Yann Arthus-Bertrand The French filmmaker exploring what it is to be human

La tradition d’édifier des tours humaines date vraisemblablement du Moyen Âge. Elle perdure en Catalogne, où elle donne lieu à de grands rassemblements festifs. Les castells, c’est-à-dire les « châteaux », sont constitués d’une base compacte de participants, à partir de laquelle des équipes de quatre hommes, appelés « casteliers », grimpent pour former une tour de quatre à neuf étages. Un enfant entame ensuite l’ascension du castell jusqu’au sommet.

Yann Arthus-Bertrand’s majestic latest film has been described as “love letter to humanity.” Shot over the course of three years in 60 different countries, Yann and his team of translators, journalists and cameramen recorded a staggering 2.020 interviews for Human, which was jointly premiered last autumn at the United Nations and the Venice Film Festival.

He has said he wants the film “to encourage reflection on the human condition, ignite a conversation around the meaning of our existence, and empower people to make social change.”

Yann has built his reputation on creating work that is ambitious in every sense, both soaring in scale and message. Beginning with his 1999 book Earth from Above, he followed up with the films 7 Billion Others, Home and Planet Ocean.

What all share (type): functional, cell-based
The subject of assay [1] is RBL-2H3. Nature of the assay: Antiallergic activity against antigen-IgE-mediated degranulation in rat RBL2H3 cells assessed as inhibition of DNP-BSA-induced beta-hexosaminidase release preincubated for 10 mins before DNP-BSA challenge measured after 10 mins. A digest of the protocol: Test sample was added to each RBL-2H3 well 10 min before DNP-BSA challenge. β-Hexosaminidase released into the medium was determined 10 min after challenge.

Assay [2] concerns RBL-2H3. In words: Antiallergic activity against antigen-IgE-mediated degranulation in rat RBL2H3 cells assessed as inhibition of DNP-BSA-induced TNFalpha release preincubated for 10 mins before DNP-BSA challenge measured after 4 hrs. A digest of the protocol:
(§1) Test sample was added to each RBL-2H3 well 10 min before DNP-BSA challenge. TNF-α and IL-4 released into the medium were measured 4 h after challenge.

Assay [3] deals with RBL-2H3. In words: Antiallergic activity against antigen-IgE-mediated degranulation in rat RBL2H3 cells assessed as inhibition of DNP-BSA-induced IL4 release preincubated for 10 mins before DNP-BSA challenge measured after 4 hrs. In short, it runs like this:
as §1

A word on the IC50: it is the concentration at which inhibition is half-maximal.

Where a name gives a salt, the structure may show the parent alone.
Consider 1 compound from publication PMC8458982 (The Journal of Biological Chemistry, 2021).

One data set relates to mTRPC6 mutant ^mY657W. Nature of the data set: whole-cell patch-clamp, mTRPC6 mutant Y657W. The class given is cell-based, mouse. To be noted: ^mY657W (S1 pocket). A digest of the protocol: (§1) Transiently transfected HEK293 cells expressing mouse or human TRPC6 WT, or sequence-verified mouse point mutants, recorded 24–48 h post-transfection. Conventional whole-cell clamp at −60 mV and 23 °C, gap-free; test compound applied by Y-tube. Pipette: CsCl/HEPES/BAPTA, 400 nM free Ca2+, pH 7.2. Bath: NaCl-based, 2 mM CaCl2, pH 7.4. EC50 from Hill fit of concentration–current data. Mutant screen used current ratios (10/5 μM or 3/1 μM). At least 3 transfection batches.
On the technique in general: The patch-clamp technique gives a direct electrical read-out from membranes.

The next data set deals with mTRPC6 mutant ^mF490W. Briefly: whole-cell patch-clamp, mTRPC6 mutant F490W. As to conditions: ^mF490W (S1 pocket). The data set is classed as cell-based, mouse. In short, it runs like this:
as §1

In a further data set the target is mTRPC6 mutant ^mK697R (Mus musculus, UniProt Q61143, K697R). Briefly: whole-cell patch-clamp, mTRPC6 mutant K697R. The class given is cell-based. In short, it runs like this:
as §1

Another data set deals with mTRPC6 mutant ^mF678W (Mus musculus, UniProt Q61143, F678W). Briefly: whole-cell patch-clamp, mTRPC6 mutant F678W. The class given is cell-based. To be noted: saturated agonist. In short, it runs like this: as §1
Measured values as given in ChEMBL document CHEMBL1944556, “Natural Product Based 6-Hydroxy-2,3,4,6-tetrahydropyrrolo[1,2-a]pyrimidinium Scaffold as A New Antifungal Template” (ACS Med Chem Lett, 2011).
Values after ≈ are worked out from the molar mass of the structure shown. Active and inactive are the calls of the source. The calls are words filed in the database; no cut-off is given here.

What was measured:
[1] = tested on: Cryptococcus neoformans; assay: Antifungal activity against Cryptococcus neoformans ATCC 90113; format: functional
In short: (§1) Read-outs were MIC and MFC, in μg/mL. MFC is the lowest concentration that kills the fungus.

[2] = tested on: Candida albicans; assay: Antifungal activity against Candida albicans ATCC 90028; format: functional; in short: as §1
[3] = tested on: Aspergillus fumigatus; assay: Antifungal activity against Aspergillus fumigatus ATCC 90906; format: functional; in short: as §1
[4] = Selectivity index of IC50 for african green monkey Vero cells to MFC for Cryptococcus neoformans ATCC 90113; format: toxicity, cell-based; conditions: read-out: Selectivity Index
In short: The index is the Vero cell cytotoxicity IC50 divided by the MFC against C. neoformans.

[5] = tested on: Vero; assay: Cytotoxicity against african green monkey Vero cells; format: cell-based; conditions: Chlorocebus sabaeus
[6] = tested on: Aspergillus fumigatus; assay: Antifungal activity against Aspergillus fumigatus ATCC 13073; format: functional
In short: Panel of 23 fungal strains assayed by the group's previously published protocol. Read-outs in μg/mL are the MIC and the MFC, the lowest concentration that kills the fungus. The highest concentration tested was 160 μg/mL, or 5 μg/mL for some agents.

But even by his own sky-high standards, Human is a magnificent undertaking, which aims to tell the story of our planet through the mouths of the people who inhabit it.

Who better though to explain why Human exists and what it wants to achieve, than the filmmaker himself…

I am one man among seven billion others. For the past 40 years, I have been photographing our planet and its human diversity, and I have the feeling that humanity is not making any progress.

We can’t always manage to live together. Why is that? I didn’t look for an answer in statistics or analysis, but in man himself. It is in faces, looks, and words that I find a powerful way of reaching the depths of the human soul. Each encounter brings you a step closer. Each story is unique.

By exploring the experiences of the Other, I was in search of understanding. Do we all have the same thirst for love, freedom and recognition? In a world torn between tradition and modernity, do our fundamental needs remain the same?

Deep down, what does it mean to be human today? What is the meaning of life? Are our differences so great? Do we, in fact, share more values than we might have imagined? And if so, why can we not manage to understand one another?

I wanted to pose these questions and discuss humanity through what, at first, seemed a crazy, utopian project. My crew and I approached the task with a great deal of humility. In the course of two years, we visited 60 countries and recorded some 2,020 interviews in our search for others’ lives – above all, those about whom no one ever talks, and who tell their story here for the first time.

I dreamed of a film in which the power of the words resonates over the beauty of the world. By putting humanity’s ills – poverty, war, immigration, homophobia – at the heart of the film, I made some politically engaged choices. But the interviewees spoke to us about all kinds of topics, from their difficulties in growing up to their search for love and happiness. It is this vast wealth of human discourse which lies at the heart of Human.

This film carries the voice of all the men and women who told me their stories. It is their messenger. I made the film I had dreamed of; my wish now is that everyone can use it in their own way.